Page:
The traditional art of dyeing has
been practiced for centuries. Every good homemaker knew the basic
principles of dyeing and most had a working knowledge of the local
plants that could be used to create attractive colors on linen, silk and
The search for superior plant dyes accounted for part of the
lust for new trade routes in the 15th and 16th centuries. When
settlers arrived in the new world, they brought with them plants that
they knew how to use as dyestuffs. The lore of dyeing was richly
varied -- each country discovering through experimentation new plant
materials that could be used in the dye vat.
This list of dye plants provides information on possible colors achieved,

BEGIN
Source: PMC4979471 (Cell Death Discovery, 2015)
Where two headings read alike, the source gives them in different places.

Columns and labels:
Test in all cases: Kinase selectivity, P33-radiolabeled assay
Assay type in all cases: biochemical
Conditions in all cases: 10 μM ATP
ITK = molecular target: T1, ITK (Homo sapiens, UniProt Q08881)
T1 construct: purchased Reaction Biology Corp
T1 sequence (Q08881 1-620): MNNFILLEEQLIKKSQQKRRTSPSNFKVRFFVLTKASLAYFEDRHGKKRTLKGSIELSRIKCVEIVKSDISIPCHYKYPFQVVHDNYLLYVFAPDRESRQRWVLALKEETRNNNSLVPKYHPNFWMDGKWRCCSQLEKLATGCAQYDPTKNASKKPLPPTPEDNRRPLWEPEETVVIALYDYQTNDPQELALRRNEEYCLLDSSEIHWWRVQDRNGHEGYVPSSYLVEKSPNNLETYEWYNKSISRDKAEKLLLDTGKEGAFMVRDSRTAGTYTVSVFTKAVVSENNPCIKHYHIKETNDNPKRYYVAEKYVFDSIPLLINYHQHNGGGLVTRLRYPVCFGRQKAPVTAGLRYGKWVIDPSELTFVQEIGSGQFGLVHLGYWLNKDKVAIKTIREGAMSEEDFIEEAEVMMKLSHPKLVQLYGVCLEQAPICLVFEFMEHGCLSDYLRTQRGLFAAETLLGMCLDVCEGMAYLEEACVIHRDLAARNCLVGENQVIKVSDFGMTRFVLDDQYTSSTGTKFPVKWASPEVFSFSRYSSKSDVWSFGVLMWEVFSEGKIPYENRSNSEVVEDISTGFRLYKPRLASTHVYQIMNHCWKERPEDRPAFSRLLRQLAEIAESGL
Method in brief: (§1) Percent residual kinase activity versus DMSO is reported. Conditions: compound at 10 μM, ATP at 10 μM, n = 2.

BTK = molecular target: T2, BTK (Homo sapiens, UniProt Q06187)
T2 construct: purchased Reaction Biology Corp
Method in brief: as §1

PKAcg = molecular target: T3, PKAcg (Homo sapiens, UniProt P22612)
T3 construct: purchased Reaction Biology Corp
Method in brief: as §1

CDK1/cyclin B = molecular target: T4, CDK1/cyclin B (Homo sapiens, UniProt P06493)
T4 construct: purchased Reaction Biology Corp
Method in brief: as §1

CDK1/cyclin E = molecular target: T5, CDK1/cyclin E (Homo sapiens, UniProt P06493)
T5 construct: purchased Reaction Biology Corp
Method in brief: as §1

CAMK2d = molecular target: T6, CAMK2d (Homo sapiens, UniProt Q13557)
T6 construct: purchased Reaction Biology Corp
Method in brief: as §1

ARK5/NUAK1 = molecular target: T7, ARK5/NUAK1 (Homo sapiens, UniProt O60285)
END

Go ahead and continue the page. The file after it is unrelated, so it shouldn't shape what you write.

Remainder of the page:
typical fabric applications, necessary mordants, and of course which plant
parts to use in the dye pot.
Index to traditional dyer's plants (A to C)
Index to traditional dyer's plants (D to O)
Index to traditional dyer's plants (P to X)
This Heuchera, commonly called
Coral Bells, is grown in the garden for its late spring and
early summer blossoms which dance on short stems above the
pretty basal leaves.
Many species of Heuchera have
traditionally been called Alum Root and are a source of alum
which is used for mordanting purposes. When applied to
wool this hardener fixes the colors applied in the dyer's pot.